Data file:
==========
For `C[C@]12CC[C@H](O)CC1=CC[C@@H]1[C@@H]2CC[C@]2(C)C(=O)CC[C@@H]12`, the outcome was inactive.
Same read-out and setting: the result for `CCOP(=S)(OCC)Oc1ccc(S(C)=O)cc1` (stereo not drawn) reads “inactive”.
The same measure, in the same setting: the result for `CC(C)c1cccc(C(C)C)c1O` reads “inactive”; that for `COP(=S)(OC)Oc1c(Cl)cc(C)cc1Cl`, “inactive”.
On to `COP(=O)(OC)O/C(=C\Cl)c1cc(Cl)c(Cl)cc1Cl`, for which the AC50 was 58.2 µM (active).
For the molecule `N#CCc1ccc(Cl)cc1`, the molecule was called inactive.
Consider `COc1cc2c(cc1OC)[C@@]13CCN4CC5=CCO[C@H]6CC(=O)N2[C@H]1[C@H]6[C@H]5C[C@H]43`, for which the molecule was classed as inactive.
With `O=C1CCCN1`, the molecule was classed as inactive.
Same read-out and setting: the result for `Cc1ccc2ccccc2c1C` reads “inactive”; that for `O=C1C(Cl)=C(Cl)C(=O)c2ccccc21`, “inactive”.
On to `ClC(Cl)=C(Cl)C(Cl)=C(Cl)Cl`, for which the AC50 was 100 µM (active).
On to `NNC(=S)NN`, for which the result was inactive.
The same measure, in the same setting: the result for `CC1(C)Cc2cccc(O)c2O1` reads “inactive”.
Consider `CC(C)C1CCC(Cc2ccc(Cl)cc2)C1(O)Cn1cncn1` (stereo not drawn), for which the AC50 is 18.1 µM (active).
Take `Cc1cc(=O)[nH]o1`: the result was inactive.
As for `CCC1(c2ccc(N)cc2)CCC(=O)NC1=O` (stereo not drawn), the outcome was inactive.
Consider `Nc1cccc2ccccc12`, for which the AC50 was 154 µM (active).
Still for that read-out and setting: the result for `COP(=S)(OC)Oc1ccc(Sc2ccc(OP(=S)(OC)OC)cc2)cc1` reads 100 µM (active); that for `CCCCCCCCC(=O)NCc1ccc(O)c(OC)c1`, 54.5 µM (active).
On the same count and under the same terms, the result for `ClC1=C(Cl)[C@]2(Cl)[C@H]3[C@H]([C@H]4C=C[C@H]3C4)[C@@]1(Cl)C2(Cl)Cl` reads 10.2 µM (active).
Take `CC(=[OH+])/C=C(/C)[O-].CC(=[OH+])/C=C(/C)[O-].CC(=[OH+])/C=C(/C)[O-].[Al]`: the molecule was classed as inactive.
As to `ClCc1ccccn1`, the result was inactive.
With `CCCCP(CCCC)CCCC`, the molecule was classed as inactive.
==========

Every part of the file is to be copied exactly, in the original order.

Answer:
For `C[C@]12CC[C@H](O)CC1=CC[C@@H]1[C@@H]2CC[C@]2(C)C(=O)CC[C@@H]12`, the outcome was inactive.
Same read-out and setting: the result for `CCOP(=S)(OCC)Oc1ccc(S(C)=O)cc1` (stereo not drawn) reads “inactive”.
The same measure, in the same setting: the result for `CC(C)c1cccc(C(C)C)c1O` reads “inactive”; that for `COP(=S)(OC)Oc1c(Cl)cc(C)cc1Cl`, “inactive”.
On to `COP(=O)(OC)O/C(=C\Cl)c1cc(Cl)c(Cl)cc1Cl`, for which the AC50 was 58.2 µM (active).
For the molecule `N#CCc1ccc(Cl)cc1`, the molecule was called inactive.
Consider `COc1cc2c(cc1OC)[C@@]13CCN4CC5=CCO[C@H]6CC(=O)N2[C@H]1[C@H]6[C@H]5C[C@H]43`, for which the molecule was classed as inactive.
With `O=C1CCCN1`, the molecule was classed as inactive.
Same read-out and setting: the result for `Cc1ccc2ccccc2c1C` reads “inactive”; that for `O=C1C(Cl)=C(Cl)C(=O)c2ccccc21`, “inactive”.
On to `ClC(Cl)=C(Cl)C(Cl)=C(Cl)Cl`, for which the AC50 was 100 µM (active).
On to `NNC(=S)NN`, for which the result was inactive.
The same measure, in the same setting: the result for `CC1(C)Cc2cccc(O)c2O1` reads “inactive”.
Consider `CC(C)C1CCC(Cc2ccc(Cl)cc2)C1(O)Cn1cncn1` (stereo not drawn), for which the AC50 is 18.1 µM (active).
Take `Cc1cc(=O)[nH]o1`: the result was inactive.
As for `CCC1(c2ccc(N)cc2)CCC(=O)NC1=O` (stereo not drawn), the outcome was inactive.
Consider `Nc1cccc2ccccc12`, for which the AC50 was 154 µM (active).
Still for that read-out and setting: the result for `COP(=S)(OC)Oc1ccc(Sc2ccc(OP(=S)(OC)OC)cc2)cc1` reads 100 µM (active); that for `CCCCCCCCC(=O)NCc1ccc(O)c(OC)c1`, 54.5 µM (active).
On the same count and under the same terms, the result for `ClC1=C(Cl)[C@]2(Cl)[C@H]3[C@H]([C@H]4C=C[C@H]3C4)[C@@]1(Cl)C2(Cl)Cl` reads 10.2 µM (active).
Take `CC(=[OH+])/C=C(/C)[O-].CC(=[OH+])/C=C(/C)[O-].CC(=[OH+])/C=C(/C)[O-].[Al]`: the molecule was classed as inactive.
As to `ClCc1ccccn1`, the result was inactive.
With `CCCCP(CCCC)CCCC`, the molecule was classed as inactive.